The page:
Have you ever been sitting at Mass when a reading or a prayer—one you’ve heard “a million times”—stirs your consciousness like never before? Words you’ve read or listened to suddenly break through to touch your head, your heart, and your soul in a manner not previously experienced?

It happened to me on a recent Sunday when we visited a nearby parish whose pastor we’ve known for years. Perhaps it was the voice we don’t hear all that often or his style of delivery that’s slightly different.

Regardless, the words were certainly familiar, but I’d never before heard them quite this way.

“Therefore, Lord, remember now all for whom we make this sacrifice, . . . all the clergy, those who take part in this offering, those gathered here before you, your entire people, and all who seek you with a sincere heart.

“Remember also those who have died in the peace of your Christ and all the dead, whose faith you alone have known.”

There it is. Right there at the end. Take a second and read it out loud this time; things register differently that way.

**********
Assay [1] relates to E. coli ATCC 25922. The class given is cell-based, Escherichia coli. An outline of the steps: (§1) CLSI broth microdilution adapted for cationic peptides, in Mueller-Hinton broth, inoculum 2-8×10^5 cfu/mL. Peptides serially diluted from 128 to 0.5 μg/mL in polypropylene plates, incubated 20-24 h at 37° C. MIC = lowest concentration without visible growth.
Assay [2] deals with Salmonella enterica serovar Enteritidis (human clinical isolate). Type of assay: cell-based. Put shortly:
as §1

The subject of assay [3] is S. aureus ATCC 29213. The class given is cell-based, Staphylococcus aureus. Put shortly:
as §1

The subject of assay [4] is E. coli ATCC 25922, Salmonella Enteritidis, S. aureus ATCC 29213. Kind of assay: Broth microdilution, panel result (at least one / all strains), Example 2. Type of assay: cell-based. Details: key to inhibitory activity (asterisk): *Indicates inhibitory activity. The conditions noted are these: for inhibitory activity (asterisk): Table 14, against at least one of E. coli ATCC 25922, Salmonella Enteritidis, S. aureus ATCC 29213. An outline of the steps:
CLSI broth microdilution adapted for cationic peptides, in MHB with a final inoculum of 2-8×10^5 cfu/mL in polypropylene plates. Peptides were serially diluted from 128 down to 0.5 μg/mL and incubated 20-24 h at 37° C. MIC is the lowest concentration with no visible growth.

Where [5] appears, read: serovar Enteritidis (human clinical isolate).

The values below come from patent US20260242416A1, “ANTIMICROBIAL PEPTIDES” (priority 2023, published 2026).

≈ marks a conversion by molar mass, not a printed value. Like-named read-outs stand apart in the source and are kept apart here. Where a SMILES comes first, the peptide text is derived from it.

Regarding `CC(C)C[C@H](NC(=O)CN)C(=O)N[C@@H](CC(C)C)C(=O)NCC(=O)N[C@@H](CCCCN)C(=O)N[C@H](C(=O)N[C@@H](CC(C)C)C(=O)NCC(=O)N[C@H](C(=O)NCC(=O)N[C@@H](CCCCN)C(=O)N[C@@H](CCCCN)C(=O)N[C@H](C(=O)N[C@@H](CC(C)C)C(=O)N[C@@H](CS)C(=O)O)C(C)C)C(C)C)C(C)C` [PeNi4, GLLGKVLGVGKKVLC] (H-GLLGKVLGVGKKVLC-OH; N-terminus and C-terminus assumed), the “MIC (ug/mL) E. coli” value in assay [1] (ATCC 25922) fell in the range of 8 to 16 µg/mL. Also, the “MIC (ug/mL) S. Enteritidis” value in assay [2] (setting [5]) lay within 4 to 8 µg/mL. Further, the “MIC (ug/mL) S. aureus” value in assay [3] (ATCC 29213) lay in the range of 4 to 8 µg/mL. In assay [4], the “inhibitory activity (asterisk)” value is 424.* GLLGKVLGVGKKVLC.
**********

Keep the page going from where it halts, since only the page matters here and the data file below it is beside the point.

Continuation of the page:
“Remember . . . all the dead, whose faith you alone have known.”

In our Church, this is the month we recall those who have gone before us: the saints and the souls. Commonly referred to as the Month of Remembrance, November is also the final month in the Church year.

Thus, we traditionally take the final days of this liturgical calendar to look toward the final days of earthly life as well—ours and others—with hope for an eternity with the Creator while giving thanks and prayer for those who have gone before us.

According to Google, the number of “those who have gone before us” totals somewhere in the neighborhood of 100 billion people. It’s a sophisticated approximation—give or take—of every human born dating back to Adam and Eve and their family of four.

According to our Church, of those 100 billion God-created souls, some 10,000-plus have been recognized as saints (though apparently no official listing exists as many of the names have been lost to history.)

Still, names or no names, the honored saints of the Church represent a mere 0.000001 percent of the planet’s total population. These alone have been officially designated as the “heroically virtuous.”

I have no doubt they are, or were, each and every one deserving of the title and honor. Many are martyrs, and that’s a decision those folks didn’t make lightly. Murdered or not, the Church makes it a lengthy and restrictive process requiring multiple miracles be attributed to their intercession.